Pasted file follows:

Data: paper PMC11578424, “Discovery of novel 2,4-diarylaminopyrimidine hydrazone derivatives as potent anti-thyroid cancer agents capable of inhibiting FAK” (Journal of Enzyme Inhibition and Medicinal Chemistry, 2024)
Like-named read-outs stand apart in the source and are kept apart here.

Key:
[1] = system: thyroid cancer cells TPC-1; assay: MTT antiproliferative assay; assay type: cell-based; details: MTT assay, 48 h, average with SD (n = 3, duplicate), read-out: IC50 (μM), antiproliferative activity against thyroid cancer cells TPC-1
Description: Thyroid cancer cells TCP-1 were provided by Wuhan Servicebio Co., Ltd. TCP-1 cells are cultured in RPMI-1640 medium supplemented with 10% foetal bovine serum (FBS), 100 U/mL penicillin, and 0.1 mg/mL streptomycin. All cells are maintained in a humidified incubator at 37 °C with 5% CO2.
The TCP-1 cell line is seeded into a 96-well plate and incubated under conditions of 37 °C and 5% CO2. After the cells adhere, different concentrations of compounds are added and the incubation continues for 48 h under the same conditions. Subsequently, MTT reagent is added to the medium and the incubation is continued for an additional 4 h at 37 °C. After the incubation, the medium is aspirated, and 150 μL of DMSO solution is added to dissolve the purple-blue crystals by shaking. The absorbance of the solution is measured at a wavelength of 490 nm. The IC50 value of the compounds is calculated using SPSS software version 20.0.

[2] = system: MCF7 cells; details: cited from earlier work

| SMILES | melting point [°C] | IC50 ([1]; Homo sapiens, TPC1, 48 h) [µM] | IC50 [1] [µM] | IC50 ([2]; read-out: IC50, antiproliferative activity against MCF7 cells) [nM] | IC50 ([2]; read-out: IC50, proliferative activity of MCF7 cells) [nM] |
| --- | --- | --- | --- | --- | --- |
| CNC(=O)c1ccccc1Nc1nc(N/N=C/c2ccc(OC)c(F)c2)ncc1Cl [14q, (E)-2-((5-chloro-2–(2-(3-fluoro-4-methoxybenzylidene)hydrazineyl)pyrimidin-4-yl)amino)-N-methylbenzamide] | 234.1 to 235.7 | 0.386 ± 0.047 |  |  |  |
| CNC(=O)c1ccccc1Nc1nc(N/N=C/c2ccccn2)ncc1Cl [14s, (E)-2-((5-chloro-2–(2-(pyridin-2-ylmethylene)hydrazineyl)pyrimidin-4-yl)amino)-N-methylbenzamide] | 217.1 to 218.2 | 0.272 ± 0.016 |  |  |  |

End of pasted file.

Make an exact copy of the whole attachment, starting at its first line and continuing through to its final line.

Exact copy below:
Data: paper PMC11578424, “Discovery of novel 2,4-diarylaminopyrimidine hydrazone derivatives as potent anti-thyroid cancer agents capable of inhibiting FAK” (Journal of Enzyme Inhibition and Medicinal Chemistry, 2024)
Like-named read-outs stand apart in the source and are kept apart here.

Key:
[1] = system: thyroid cancer cells TPC-1; assay: MTT antiproliferative assay; assay type: cell-based; details: MTT assay, 48 h, average with SD (n = 3, duplicate), read-out: IC50 (μM), antiproliferative activity against thyroid cancer cells TPC-1
Description: Thyroid cancer cells TCP-1 were provided by Wuhan Servicebio Co., Ltd. TCP-1 cells are cultured in RPMI-1640 medium supplemented with 10% foetal bovine serum (FBS), 100 U/mL penicillin, and 0.1 mg/mL streptomycin. All cells are maintained in a humidified incubator at 37 °C with 5% CO2.
The TCP-1 cell line is seeded into a 96-well plate and incubated under conditions of 37 °C and 5% CO2. After the cells adhere, different concentrations of compounds are added and the incubation continues for 48 h under the same conditions. Subsequently, MTT reagent is added to the medium and the incubation is continued for an additional 4 h at 37 °C. After the incubation, the medium is aspirated, and 150 μL of DMSO solution is added to dissolve the purple-blue crystals by shaking. The absorbance of the solution is measured at a wavelength of 490 nm. The IC50 value of the compounds is calculated using SPSS software version 20.0.

[2] = system: MCF7 cells; details: cited from earlier work

| SMILES | melting point [°C] | IC50 ([1]; Homo sapiens, TPC1, 48 h) [µM] | IC50 [1] [µM] | IC50 ([2]; read-out: IC50, antiproliferative activity against MCF7 cells) [nM] | IC50 ([2]; read-out: IC50, proliferative activity of MCF7 cells) [nM] |
| --- | --- | --- | --- | --- | --- |
| CNC(=O)c1ccccc1Nc1nc(N/N=C/c2ccc(OC)c(F)c2)ncc1Cl [14q, (E)-2-((5-chloro-2–(2-(3-fluoro-4-methoxybenzylidene)hydrazineyl)pyrimidin-4-yl)amino)-N-methylbenzamide] | 234.1 to 235.7 | 0.386 ± 0.047 |  |  |  |
| CNC(=O)c1ccccc1Nc1nc(N/N=C/c2ccccn2)ncc1Cl [14s, (E)-2-((5-chloro-2–(2-(pyridin-2-ylmethylene)hydrazineyl)pyrimidin-4-yl)amino)-N-methylbenzamide] | 217.1 to 218.2 | 0.272 ± 0.016 |  |  |  |